in the layout structure by the positioning of the main graphical and textual e
lement (block A) in
the top left of the page. A consumption constraint also exists in terms of the expectation of the
readership: young readers require simple, engaging text (reflected in the linguistic structure)
comparing familiar concepts with new ones,

and prefer enticing and often highly
-
coloured
productions (reflections in the layout structure) with simple navigation.


3.

Discussion: from Text Description to Text Critiquing


We have now described the characteristics of the tiger page on all five of th
e levels we propose in
our framework, and briefly sketched the primary additional constraints that play a role in the
construction of a complete document. Our research, based on a corpus of four different document
types, is aimed at elucidating systematic
relationships between the different levels of description
we describe. In the tiger example, the layout structure informs us that block A (the tiger) is
presented as being more important. A crucial question then is whether the chosen layout structure
refle
cts the RST analysis, and whether it helps or hinders the reader is recognising rhetorical
relationships. The descriptive approach therefore offers tools for designing more usable
documents.


The tiger page illustrates several aspects of this issue very w
ell. The content of the first
elaboration in the rhetorical structure (cf. Figure 3), the physical, functional characteristics of the
tiger, are kept together in the layout structure: they are arranged around the main tiger picture
upon which they elaborat
e. There is no nucleus
-
satellite relation between elements in this list:
they are instead arranged where they would fit around the tiger, as closely as possible to the
points they refer to, but kept separate. Furthermore, the rhetorical distinctions within

these text
labels have been realised to a particular level of delicacy. The text entries for 'eyes', 'ears', 'coat'
etc. do not visually distinguish 'means' relations (how the eyes work) and 'purpose' relations
(what the stripes are for): all the content
is realised as plain text labels. The second elaboration,
again unordered, contains the 'vital statistics' information. This is separated in a panel, although
the list elements are labelled. In keeping with a left
-
to
-
right reading strategy, the large centr
al
segment is placed top left.


While the layout structure selected in the tiger page thus broadly observes the rhetorical and
content distinctions, there is slippage between layout and rhetorical or even content structure. The
selections of light and dark

type, and between serif and sans fonts, do not appear to be
functionally motivated from the rhetorical structure and so we need to ask whether this
differentiation is helpful or distracting for the reader of the page. There are therefore clear
indications

that our approach can help us ask useful questions about usability. Similarly, the
alignment of panels on the right also appears not to carry any functional load. We would also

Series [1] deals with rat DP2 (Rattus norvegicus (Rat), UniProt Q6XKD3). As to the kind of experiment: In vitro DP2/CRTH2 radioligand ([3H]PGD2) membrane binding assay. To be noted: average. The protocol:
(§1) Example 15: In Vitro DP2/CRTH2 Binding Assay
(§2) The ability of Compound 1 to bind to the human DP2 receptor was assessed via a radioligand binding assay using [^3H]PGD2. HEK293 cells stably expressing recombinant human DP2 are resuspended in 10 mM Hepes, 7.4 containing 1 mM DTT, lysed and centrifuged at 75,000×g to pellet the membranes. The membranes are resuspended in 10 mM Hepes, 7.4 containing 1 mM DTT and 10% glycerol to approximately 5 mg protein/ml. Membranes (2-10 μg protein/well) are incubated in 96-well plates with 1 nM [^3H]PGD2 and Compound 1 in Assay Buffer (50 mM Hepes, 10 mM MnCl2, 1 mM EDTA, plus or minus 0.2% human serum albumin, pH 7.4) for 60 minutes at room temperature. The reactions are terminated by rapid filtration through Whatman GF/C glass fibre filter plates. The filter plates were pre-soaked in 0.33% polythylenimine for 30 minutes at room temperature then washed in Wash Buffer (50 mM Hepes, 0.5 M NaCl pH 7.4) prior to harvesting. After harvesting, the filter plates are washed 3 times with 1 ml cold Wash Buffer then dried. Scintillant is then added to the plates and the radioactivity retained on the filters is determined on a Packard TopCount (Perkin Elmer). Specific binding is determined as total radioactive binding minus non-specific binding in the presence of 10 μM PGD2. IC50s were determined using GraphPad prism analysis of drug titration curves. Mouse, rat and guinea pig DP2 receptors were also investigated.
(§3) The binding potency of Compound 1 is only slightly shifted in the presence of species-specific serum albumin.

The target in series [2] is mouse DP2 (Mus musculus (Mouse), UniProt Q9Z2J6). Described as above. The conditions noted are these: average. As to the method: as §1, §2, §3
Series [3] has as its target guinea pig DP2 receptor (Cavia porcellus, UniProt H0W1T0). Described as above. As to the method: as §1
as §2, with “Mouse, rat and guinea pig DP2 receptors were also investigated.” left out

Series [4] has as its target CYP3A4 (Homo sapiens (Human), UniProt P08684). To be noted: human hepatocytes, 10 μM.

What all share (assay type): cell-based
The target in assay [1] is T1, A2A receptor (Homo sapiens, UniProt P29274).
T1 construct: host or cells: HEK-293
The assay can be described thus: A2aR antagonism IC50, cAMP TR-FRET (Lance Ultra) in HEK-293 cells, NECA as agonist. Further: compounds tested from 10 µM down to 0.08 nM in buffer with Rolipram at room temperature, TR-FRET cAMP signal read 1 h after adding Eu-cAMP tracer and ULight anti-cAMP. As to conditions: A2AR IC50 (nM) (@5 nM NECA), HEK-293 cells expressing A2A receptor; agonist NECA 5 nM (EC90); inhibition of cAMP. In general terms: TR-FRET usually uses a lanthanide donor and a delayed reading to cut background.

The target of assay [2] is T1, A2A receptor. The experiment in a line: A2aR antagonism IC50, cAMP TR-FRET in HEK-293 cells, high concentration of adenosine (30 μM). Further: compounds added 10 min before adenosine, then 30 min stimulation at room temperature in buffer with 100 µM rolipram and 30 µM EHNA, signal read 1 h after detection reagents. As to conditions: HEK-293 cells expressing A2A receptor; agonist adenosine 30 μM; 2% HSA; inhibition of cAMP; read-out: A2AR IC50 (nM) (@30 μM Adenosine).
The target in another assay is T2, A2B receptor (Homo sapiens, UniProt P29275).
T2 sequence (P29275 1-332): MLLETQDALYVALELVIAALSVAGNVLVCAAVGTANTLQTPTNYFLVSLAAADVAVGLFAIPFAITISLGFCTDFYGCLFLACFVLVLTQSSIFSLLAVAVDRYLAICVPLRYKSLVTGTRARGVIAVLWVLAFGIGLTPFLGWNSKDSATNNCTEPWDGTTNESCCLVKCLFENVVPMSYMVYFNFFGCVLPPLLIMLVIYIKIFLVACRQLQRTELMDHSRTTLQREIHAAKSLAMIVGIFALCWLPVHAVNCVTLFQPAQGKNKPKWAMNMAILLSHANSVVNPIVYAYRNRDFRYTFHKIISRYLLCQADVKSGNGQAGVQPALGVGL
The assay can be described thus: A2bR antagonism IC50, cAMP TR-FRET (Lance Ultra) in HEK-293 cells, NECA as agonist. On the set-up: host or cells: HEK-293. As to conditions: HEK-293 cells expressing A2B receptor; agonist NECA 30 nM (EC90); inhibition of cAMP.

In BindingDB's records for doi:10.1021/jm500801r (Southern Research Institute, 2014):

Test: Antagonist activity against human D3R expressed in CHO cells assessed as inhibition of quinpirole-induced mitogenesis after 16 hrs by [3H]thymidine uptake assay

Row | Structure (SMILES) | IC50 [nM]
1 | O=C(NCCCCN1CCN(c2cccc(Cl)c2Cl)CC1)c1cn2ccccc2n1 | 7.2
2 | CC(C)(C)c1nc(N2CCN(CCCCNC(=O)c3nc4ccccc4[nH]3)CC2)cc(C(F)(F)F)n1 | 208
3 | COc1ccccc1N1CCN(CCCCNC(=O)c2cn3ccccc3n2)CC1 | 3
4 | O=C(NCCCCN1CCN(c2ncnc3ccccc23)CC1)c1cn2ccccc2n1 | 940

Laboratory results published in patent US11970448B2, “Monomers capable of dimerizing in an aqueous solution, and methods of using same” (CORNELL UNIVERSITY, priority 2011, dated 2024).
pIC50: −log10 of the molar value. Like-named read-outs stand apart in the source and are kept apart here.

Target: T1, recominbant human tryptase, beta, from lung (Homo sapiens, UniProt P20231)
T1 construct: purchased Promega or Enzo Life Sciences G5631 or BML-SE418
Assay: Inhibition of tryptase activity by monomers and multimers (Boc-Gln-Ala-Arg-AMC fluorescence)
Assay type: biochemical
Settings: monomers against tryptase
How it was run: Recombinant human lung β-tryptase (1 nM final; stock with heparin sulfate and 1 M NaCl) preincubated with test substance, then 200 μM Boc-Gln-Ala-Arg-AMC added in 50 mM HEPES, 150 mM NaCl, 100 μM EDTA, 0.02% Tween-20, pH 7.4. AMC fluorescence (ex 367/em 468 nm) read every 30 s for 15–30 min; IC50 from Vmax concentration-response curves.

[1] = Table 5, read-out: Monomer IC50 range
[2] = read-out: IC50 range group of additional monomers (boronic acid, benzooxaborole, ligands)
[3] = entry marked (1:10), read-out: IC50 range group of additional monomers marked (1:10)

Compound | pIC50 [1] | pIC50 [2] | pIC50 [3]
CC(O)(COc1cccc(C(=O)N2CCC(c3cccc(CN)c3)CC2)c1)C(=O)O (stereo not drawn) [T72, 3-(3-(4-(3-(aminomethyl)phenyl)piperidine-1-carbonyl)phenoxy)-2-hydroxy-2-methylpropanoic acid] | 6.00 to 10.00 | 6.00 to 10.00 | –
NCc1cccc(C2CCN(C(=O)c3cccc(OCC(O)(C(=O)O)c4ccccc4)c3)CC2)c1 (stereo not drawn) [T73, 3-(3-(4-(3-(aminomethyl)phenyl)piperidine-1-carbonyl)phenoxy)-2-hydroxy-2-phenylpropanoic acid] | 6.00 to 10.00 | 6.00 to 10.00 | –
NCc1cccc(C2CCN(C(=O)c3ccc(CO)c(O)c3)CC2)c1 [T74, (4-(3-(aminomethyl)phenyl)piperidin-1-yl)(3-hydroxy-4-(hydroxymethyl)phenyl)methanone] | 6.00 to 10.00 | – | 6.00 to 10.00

want to account for the relative size of the three panels in relation to thei
r function, their
placement on the page, and the rationale for using a colour background in only two of the panels.





Figure 5: Bank letter: actual linguistic form and content, constructed ‘neutral’ layout


Similarly, the back view of the tiger's ears
is in fact an equal partner in the 'ears' list element that
elaborates on the main picture, but is not clearly connected to either the text that is its sister or the
picture that is its parent. Indeed, the proximity of the picture of the tiger's ears is cl
oser to the
description of its coat, and is thus a stronger cue than the line from the text to the main image:
this does not coincide with the rhetorical intent. Finally, the circular picture border for the tiger's
mouth lacks coherence with the rectangula
r borders around the other inset pictures, given that
they perform equivalent rhetorical functions.


Taking an example from a commercial context, we can see how layout structure that observes
rhetorical structure arguably results in a better design. Figure

5 is an example of the content of a
bank letter written in a clear style, and presented in a fairly ordinary form
5
.


There are five key elements of the content of this letter: the
intro
, consisting of the recipient’s
address, a salutation, and a date; t
he central
message
, which thanks the recipient for returning a
mortgage deed, tells her it is filled out incorrectly, asks her to fix the problems and return it, and
tells her who to contact in case of a problem, and how; the
outro
, which consists of a val
ediction,
signature, and name of signatory; a
cross
-
marketing

element, which attempts to sell her
something else (loans and savings) and tells her who to contact if she’s interested; and finally the
watermark

content, which is the company address, registra
tion details, and logo which are part





Figure 6: Rhetorical structure for Bod letter content






5

This letter is ‘back
-
constructed’ from the actual

example (bank name excised) given in Figure 7. The linguistic
structure and content are therefore exactly the same as the letter actually used by the bank. Thanks to Robert
Hempsall for the artwork on these examples.

of the stationery. The rhetorical structure that is suggested by the content and the way it is argued